Feds Propose Tighter Regulations on E-Cigarettes
Last year, our blog “We Don’t Know Enough About Electronic Cigarettes” outlined how the lack of information about these increasingly popular nicotine delivery systems makes it impossible to determine, among other things, if they help people quick smoking tobacco and what are their side effects for users or bystanders.
Now, the FDA wants to scrutinize these products more carefully and is proposing tighter regulations on their use. As described by the New York Times, for the first time, the new rules would extend the agency’s authority from cigarettes to e-cigarettes, which “have grown into a multibillion-dollar business with virtually no federal oversight or protections for American consumers.”
Electronic cigarettes are battery-powered devices that supply nicotine from a chamber containing liquid that’s heated to a vapor.
The proposed regulations would ban the sale of e-cigarettes, cigars and pipe tobacco to anyone younger than 18, and would require consumers to prove they are old enough to purchase the products. Some states already impose those requirements.
Use of pipe tobacco and cigars has increased lately, and they haven’t been regulated, so the proposal has implications for the whole tobacco industry.
If implemented, the regulations would apply to what, according to The Times, “has been a market free-for-all of products, including vials of liquid nicotine of varying quality and unknown provenance. It has taken the agency four years since Congress passed a major tobacco-control law in 2009 to get to this stage, and federal officials and advocates say it will take at least another year for the rules to take effect — and possibly significantly longer if affected companies sue to block them.”
The 2009 law, according to the FDA, empowered it to prohibit sales to minors of all tobacco products over which it has authority, so it would expand to cover more products. The proposal doesn’t comment on their safety, just their need to be regulated.
Manufacturers of cigars and e-cigarettes would have to register with the FDA, supply a detailed accounting of their products’ ingredients and disclose their manufacturing processes and scientific data. They would be subject to agency inspections.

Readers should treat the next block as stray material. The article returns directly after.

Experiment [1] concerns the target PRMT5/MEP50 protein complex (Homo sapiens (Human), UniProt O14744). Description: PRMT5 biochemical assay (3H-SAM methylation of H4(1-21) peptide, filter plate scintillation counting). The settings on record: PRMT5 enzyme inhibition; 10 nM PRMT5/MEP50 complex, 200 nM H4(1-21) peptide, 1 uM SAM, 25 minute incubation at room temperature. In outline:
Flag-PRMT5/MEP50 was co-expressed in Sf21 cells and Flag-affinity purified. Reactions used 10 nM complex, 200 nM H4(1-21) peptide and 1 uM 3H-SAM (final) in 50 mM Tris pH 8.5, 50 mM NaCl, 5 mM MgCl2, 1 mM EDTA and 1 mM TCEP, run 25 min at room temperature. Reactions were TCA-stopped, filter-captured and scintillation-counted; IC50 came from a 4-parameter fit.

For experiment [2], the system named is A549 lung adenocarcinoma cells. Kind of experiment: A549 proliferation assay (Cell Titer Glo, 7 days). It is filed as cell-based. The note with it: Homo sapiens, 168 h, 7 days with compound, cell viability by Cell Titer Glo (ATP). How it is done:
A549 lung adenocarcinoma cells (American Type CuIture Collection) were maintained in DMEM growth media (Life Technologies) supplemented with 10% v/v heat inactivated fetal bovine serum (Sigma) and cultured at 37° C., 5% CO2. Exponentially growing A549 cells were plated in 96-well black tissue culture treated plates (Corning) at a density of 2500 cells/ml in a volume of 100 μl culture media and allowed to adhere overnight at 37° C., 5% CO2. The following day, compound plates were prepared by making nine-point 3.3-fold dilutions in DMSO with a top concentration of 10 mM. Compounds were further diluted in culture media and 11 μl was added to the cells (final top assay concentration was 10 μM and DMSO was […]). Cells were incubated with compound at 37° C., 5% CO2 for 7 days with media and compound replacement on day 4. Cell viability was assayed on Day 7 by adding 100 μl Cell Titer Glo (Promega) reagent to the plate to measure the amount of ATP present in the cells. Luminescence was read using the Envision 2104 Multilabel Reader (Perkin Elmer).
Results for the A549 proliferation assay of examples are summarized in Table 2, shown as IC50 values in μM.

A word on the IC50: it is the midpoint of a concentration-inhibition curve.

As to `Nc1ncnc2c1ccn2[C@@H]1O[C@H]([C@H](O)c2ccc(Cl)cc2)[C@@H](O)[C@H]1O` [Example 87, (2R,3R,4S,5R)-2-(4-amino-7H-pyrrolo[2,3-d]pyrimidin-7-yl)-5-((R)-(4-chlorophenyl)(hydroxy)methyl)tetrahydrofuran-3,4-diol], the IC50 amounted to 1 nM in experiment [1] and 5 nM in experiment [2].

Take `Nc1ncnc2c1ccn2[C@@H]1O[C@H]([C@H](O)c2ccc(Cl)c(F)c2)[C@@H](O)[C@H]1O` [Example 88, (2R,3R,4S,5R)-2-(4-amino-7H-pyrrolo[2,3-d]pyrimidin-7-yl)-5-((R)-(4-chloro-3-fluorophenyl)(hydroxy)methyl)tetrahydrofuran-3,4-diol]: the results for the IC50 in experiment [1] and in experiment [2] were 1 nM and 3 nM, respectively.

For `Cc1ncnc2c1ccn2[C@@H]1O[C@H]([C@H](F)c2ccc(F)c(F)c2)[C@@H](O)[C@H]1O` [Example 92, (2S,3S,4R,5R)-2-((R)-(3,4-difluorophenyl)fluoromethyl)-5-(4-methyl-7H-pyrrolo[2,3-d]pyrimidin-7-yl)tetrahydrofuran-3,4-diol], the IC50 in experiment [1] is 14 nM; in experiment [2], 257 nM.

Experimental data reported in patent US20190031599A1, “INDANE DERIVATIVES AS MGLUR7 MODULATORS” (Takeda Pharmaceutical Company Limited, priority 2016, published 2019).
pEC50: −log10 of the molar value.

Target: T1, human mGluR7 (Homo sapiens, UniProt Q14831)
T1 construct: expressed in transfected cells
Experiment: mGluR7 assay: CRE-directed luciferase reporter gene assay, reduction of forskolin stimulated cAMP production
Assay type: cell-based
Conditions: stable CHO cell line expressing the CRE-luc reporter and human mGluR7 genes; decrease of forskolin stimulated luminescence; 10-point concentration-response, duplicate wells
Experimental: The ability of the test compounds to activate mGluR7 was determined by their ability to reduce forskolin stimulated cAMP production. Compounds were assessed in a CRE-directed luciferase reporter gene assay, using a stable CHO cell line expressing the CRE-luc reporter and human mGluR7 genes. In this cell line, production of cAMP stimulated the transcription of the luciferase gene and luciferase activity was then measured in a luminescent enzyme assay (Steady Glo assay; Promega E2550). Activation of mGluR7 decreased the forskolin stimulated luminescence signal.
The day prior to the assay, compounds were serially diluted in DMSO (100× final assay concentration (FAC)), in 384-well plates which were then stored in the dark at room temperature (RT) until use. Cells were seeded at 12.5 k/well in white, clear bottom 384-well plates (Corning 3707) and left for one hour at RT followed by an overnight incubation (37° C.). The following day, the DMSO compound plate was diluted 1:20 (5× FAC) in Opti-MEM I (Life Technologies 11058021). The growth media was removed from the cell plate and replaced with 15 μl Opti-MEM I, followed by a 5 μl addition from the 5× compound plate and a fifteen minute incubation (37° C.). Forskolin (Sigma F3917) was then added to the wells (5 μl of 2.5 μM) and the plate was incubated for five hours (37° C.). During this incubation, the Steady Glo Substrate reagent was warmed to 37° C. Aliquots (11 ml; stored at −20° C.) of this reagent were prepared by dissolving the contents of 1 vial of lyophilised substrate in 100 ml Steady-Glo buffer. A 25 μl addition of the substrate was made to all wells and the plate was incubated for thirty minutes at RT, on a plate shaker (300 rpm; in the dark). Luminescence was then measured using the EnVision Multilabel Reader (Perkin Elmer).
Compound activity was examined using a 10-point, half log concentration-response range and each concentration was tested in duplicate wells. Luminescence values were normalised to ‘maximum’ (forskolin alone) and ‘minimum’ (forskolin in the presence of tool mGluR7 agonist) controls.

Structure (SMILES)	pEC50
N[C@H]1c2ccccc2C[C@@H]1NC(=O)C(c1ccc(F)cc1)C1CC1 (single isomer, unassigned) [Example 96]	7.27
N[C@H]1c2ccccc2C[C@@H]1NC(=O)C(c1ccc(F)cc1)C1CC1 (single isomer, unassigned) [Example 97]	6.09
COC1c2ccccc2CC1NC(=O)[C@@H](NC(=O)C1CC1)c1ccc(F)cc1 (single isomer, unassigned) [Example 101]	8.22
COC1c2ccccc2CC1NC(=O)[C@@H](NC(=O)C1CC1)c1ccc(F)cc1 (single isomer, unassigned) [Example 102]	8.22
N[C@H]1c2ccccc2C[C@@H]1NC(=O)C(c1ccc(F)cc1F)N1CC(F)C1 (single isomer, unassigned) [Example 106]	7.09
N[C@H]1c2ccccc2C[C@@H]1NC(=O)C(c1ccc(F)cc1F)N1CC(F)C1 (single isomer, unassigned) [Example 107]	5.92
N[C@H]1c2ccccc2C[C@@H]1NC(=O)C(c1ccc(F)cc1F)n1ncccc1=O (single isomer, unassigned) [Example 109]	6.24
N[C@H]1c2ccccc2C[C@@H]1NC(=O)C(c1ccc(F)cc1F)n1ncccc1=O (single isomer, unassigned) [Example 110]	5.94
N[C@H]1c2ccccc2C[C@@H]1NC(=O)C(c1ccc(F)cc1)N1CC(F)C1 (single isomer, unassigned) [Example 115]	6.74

Manufacturers would be prohibited from offering samples, and e-cigarette packaging would include warning labels that they contain nicotine, which is addictive. Companies would not be able to claim that e-cigs are less harmful than tobacco cigarettes unless scientific studies proved it to the FDA.
But, as The Times points out, the proposal is notable for what it doesn’t do. It doesn’t ban the flavoring often used in the liquid that many public health experts claim is meant to attract children (kid-friendly flavors include bubble gum and peanut butter, to name two). Also lacking is any restriction of marketing of e-cigarettes. So, unlike tobacco cigarettes, they could be advertised on TV.
FDA officials said the proposal is the first major step in asserting the agency’s authority, and that in the future it might be able to regulate flavors and marketing. It can’t impose such restrictions until a health risk to young people has been proved. Remember, the FDA’s attempt to dissuade consumers from using cigarettes by displaying graphic warnings on the packaging was met with a First Amendment right to free speech complaint by tobacco companies, which they won.
The proposed regulations cover other tobacco products not named in the 2009 tobacco control law, including certain dissolvable tobacco products, water pipe tobacco and nicotine gels.
The proposal is open to public comment for 75 days, after which the FDA will make final changes. If you want to read and comment on the regulations, link here.
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